Christian fantasy has a long and rich history, one illuminated by many brilliant writers. Though I could have included more, I’ve limited this list to five titles that hold significance not only for Christian fantasy, but also the fantasy genre as a whole. I consider them foundational since they each shaped the genre in their own way and continue to intrigue and influence readers to this day. They’re listed not by order of significance, but by publication date.
- Pilgrim’s Progress by John Bunyan (1678) – Since it’s a direct allegory, Pilgrim’s Progress can be heavy-handed sometimes, but it has endured for hundreds of years and been translated into hundreds of languages. It influenced a number of other literary works, including CS Lewis’s novel, The Pilgrim’s Regress. For readers and writers of Christian fantasy, there’s tremendous value gaining familiarity with one of the early books in this genre and one of the few true allegories that exist.
- The Princess and the Goblin by George MacDonald (1872) – MacDonald’s works inspired the imagination of CS Lewis and many other writers, and my personal favorite of his works is probably The Princess and the Goblin, a fairy-tale flavored fantasy. Though it was written for a younger audience, he still infuses the story with meaning, as I’ve discussed in more detail in Of Goblins and Invisible Thread.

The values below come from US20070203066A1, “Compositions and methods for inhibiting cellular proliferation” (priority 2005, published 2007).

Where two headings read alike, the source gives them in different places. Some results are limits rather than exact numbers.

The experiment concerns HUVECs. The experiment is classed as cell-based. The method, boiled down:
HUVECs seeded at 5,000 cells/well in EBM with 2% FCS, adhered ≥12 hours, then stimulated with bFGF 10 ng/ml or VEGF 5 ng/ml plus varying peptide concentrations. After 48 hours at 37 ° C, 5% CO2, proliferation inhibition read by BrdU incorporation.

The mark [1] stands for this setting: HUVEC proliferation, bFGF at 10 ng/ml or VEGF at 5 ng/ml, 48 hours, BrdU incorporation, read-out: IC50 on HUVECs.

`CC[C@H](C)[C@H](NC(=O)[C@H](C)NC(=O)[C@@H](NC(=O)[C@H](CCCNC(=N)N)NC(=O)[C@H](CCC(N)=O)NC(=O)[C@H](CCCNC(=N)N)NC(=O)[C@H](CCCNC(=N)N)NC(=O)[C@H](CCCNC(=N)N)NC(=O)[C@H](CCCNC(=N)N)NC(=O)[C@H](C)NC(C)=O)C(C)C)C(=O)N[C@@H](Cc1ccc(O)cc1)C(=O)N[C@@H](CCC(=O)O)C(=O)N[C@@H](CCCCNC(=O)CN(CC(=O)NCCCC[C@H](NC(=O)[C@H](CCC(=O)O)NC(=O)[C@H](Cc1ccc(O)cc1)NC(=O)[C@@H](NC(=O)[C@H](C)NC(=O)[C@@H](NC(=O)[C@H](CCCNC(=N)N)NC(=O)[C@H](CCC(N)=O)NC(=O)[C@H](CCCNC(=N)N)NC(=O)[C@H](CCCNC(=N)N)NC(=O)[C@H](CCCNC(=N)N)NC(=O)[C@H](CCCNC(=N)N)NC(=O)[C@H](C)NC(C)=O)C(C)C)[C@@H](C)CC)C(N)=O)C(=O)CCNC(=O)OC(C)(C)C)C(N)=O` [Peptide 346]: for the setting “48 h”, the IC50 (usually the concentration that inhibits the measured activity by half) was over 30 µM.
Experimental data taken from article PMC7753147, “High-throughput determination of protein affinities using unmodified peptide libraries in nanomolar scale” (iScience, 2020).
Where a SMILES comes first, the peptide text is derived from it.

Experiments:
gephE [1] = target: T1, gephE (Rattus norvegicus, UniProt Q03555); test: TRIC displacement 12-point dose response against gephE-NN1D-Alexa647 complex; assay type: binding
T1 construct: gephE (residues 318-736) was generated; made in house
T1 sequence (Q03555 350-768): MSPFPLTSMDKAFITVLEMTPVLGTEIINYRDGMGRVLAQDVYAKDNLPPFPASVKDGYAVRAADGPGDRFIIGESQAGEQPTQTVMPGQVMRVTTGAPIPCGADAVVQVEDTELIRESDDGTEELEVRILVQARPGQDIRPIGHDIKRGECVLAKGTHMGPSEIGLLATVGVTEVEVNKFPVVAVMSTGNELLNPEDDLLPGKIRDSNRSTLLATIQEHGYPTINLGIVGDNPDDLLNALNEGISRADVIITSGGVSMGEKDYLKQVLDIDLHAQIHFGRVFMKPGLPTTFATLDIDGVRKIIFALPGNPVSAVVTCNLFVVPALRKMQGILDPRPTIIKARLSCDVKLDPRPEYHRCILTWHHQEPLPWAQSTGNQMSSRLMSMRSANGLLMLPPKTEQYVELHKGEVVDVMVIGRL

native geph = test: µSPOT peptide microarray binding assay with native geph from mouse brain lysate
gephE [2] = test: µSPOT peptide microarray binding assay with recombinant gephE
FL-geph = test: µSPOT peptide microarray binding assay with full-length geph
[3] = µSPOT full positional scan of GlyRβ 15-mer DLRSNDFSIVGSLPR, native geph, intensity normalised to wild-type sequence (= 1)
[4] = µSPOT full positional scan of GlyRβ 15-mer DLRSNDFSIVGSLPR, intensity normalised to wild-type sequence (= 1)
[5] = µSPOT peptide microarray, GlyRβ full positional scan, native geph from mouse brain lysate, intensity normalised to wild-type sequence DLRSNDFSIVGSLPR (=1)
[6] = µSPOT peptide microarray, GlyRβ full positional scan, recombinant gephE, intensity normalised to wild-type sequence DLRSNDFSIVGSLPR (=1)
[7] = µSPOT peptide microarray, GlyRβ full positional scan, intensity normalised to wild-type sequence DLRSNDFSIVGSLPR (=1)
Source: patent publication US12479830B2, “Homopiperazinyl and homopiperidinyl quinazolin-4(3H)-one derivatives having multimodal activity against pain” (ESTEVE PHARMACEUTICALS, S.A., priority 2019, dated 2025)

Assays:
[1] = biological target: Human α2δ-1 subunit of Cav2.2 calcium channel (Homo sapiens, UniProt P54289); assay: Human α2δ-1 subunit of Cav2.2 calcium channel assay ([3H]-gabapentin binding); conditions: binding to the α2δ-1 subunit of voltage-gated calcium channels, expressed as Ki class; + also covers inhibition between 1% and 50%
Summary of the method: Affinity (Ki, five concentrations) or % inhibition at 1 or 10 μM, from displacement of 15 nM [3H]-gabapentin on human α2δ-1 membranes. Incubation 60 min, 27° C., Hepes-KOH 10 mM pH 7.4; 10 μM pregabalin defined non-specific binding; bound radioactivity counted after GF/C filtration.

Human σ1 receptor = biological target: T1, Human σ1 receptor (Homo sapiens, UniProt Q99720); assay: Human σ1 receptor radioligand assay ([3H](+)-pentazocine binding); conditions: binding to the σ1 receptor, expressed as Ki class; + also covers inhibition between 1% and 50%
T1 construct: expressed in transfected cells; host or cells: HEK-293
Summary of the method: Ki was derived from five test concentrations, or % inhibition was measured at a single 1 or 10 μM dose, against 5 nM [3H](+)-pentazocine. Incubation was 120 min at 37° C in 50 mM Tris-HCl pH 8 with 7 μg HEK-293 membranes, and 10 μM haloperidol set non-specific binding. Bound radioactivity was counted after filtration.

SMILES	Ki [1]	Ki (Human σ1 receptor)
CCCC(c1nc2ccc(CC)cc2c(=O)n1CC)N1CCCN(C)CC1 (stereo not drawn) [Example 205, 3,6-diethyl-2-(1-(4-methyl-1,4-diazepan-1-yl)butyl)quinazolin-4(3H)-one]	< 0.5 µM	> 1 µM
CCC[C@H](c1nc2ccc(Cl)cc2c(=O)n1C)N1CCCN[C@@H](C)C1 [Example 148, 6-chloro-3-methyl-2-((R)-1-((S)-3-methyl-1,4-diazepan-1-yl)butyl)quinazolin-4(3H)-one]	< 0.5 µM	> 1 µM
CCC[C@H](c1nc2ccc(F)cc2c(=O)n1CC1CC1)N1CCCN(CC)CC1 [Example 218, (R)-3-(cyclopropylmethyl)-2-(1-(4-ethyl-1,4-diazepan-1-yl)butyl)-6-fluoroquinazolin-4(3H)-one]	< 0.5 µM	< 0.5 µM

- The Lord of the Rings by JRR Tolkien (1950s) – Tolkien has often been dubbed the father of modern fantasy, and The Lord of the Rings demonstrates his prowess. He laid the foundation for the growth of a genre, and many have followed in his footsteps. Lord of the Rings (along with The Hobbit and Silmarillion) was the loving work of a lifetime, and it shows in the incredible depth of the tale. The saga of Middle Earth holds up to countless readings, never losing its ability to intrigue.
- The Chronicles of Narnia by CS Lewis (1950s) – Along with Lord of the Rings, these novels have held enduring interest for a number of generations, receiving high praise inside and outside Christian circles. I could write pages on the appeal of Narnia (and have done a number of posts on it), but it will suffice to say, if you haven’t read these books you should. He captured elements of faith in a wonder-infused world that never grows old.
- Till We Have Faces by CS Lewis (1956) – On the opposite end of the spectrum from Pilgrim’s Progress lies Till We Have Faces. Somehow Lewis managed to take the myth of Cupid and Psyche, with its Greek gods and goddesses, and still weave in principles of Christianity. There’s an unusual beauty to this tale and his unique twist–focusing on the older sister Oural, rather than the beautiful Psyche–only enhances the story of love, longing, and the interaction between God and man.
If you haven’t read these books, I’d encourage you to add them to your reading list. And if you have read these novels, did any in particular impact you? Are there any books you would add as foundational to the Christian fantasy genre (I know there were more that could have made an appearance)?